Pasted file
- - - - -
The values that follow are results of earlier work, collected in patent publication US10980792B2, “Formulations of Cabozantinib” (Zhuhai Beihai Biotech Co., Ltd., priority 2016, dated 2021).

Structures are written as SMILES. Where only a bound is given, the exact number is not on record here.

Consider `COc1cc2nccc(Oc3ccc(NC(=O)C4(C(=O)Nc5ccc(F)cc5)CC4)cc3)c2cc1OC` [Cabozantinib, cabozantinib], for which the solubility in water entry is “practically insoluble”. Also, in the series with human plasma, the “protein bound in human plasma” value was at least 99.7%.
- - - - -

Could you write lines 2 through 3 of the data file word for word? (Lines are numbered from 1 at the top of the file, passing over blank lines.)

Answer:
Structures are written as SMILES. Where only a bound is given, the exact number is not on record here.

Consider `COc1cc2nccc(Oc3ccc(NC(=O)C4(C(=O)Nc5ccc(F)cc5)CC4)cc3)c2cc1OC` [Cabozantinib, cabozantinib], for which the solubility in water entry is “practically insoluble”. Also, in the series with human plasma, the “protein bound in human plasma” value was at least 99.7%.